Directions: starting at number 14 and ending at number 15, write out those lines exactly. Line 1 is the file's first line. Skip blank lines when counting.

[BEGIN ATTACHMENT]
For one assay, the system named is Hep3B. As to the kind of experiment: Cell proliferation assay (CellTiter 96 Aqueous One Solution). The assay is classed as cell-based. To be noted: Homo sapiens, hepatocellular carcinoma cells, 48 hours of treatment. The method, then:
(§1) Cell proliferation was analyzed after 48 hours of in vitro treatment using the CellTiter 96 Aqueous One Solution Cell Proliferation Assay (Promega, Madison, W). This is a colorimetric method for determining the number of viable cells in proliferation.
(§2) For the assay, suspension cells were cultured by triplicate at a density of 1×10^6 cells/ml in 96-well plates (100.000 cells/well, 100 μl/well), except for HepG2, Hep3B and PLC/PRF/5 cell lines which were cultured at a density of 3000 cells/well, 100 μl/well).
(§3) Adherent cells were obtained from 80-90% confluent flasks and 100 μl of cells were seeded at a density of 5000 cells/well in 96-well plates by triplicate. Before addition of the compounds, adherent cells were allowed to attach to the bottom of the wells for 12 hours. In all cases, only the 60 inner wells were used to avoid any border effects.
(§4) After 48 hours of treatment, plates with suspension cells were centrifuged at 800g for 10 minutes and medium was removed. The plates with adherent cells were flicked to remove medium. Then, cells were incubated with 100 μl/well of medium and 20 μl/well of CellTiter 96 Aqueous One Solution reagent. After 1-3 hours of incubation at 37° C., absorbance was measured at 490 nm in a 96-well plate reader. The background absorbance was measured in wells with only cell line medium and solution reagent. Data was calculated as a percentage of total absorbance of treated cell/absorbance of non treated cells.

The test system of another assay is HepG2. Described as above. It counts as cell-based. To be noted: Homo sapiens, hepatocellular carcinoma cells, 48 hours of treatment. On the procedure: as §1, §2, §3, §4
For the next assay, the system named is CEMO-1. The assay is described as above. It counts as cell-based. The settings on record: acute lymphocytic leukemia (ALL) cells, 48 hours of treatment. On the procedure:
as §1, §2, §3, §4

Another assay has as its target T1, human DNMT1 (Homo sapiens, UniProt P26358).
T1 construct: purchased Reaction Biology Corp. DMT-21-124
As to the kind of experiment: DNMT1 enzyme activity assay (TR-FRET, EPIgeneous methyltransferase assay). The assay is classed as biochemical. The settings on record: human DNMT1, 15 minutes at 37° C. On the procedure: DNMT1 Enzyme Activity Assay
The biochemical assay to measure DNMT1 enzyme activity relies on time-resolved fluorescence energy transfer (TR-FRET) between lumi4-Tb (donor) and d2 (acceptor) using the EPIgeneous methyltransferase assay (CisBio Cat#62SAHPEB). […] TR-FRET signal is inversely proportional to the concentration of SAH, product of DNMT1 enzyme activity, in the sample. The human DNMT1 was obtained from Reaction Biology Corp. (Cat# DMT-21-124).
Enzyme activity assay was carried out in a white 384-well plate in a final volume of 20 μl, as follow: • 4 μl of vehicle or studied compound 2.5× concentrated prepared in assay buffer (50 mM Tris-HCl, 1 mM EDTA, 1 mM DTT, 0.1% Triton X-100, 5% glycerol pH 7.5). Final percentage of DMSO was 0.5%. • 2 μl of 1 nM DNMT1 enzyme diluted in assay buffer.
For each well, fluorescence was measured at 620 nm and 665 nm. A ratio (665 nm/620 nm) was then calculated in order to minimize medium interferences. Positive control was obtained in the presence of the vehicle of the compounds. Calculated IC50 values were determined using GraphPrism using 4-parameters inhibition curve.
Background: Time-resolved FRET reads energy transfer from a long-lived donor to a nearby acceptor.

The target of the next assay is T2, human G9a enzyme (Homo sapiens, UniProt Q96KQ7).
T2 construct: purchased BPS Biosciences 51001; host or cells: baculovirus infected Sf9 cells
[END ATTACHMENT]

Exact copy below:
For each well, fluorescence was measured at 620 nm and 665 nm. A ratio (665 nm/620 nm) was then calculated in order to minimize medium interferences. Positive control was obtained in the presence of the vehicle of the compounds. Calculated IC50 values were determined using GraphPrism using 4-parameters inhibition curve.
Background: Time-resolved FRET reads energy transfer from a long-lived donor to a nearby acceptor.